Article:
- Accessing Basic Device Information
- Adding Device Capability Restrictions
- Recipe: Checking Device Proximity and Battery States
- Recipe: Recovering Additional Device Information
- Recipe: Using Acceleration to Locate "Up"
- Working with Basic Orientation
- Retrieving the Current Accelerometer Angle Synchronously
- Recipe: Using Acceleration to Move Onscreen Objects
- Recipe: Accelerometer-Based Scroll View
- Recipe: Core Motion Basics
- Recipe: Retrieving and Using Device Attitude
- Detecting Shakes Using Motion Events
- Recipe: Using External Screens
- Tracking Users
- One More Thing: Checking for Available Disk Space
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Each iOS device represents a meld of unique, shared, momentary, and persistent properties. These properties include the device’s current physical orientation, its model name, its battery state, and its access to onboard hardware. This chapter looks at the device from its build configuration to its active onboard sensors. It provides recipes that return a variety of information items about the unit in use. You read about testing for hardware prerequisites at runtime and specifying those prerequisites in the application’s Info.plist file. You discover how to solicit sensor feedback via Core Motion and subscribe to notifications to create callbacks when sensor states change. You read about adding screen mirroring and second-screen output, and about soliciting device-specific details for tracking. This chapter covers the hardware, file system, and sensors available on the iPhone device and helps you programmatically take advantage of those features.
Accessing Basic Device Information
The UIDevice class exposes key device-specific properties, including the iPhone, iPad, or iPod touch model being used, the device name, and the OS name and version. It’s a one-stop solution for pulling out certain system details. Each method is an instance method, which is called using the UIDevice singleton, via [UIDevice currentDevice].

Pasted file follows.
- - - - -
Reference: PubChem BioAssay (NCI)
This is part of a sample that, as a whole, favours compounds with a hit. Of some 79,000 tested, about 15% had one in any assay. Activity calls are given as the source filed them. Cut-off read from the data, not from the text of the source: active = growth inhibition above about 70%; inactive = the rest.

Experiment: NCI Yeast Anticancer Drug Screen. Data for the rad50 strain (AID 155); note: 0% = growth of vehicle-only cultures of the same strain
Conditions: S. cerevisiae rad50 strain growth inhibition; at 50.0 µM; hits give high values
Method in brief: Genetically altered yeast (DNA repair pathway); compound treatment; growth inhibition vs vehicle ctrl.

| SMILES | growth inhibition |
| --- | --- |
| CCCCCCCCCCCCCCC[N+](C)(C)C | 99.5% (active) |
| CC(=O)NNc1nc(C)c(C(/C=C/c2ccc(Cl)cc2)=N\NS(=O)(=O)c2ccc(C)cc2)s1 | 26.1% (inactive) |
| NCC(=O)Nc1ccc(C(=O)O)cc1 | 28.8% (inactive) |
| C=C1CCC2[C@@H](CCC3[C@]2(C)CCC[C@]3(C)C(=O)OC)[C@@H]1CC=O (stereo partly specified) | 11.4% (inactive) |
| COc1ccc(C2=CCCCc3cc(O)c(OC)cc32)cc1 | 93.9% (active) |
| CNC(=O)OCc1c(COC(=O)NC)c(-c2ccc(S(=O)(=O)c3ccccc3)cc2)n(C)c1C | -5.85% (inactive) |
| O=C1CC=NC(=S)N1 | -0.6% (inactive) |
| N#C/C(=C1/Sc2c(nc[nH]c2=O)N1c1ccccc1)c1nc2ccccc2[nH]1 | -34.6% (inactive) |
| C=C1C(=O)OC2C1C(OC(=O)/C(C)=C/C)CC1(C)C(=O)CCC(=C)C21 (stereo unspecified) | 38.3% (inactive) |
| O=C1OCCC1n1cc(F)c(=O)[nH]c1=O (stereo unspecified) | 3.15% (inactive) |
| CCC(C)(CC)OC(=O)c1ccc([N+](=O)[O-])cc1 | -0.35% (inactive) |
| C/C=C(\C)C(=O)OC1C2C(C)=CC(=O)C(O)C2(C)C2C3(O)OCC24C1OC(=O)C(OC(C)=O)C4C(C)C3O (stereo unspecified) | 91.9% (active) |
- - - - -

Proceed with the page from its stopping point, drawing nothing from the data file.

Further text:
The system information you can retrieve from UIDevice includes these items:
- systemName—This returns the name of the operating system currently in use. For current generations of iOS devices, there is only one OS that runs on the platform: iPhone OS. Apple has not yet updated this name to match the general iOS rebranding.
- systemVersion—This value lists the firmware version currently installed on the unit: for example, 4.3, 5.1.1, 6.0, and so on.
- model—The iPhone model returns a string that describes its platform—namely iPhone, iPad, and iPod touch. Should iOS be extended to new devices, additional strings will describe those models. localizedModel provides a localized version of this property.
- userInterfaceIdiom—This property represents the interface style used on the current device, namely either iPhone (for iPhone and iPod touch) or iPad. Other idioms may be introduced as Apple offers additional platform styles.
- name—This string presents the iPhone name assigned by the user in iTunes, such as “Joe’s iPhone” or “Binky.” This name is also used to create the local hostname for the device.
Here are a few examples of these properties in use:
UIDevice *device = [UIDevice currentDevice]; NSLog(@"System name: %@", device.systemName); NSLog(@"Model: %@", device.model); NSLog(@"Name: %@", device.name);
For current iOS releases, you can use the idiom check with a simple Boolean test. Here’s an example of how you might implement an iPad check. Notice the convenience macro. It tests for selector conformance and then returns [UIDevice currentDevice].userInterfaceIdiom if possible, and UIUserInterfaceIdiomPhone otherwise:
#define IS_IPAD (UI_USER_INTERFACE_IDIOM() == UIUserInterfaceIdiomPad)
Should this test fail, you may currently assume that you’re working with an iPhone/iPod touch. If and when Apple releases a new family of devices, you’ll need to update your code accordingly for a more nuanced test.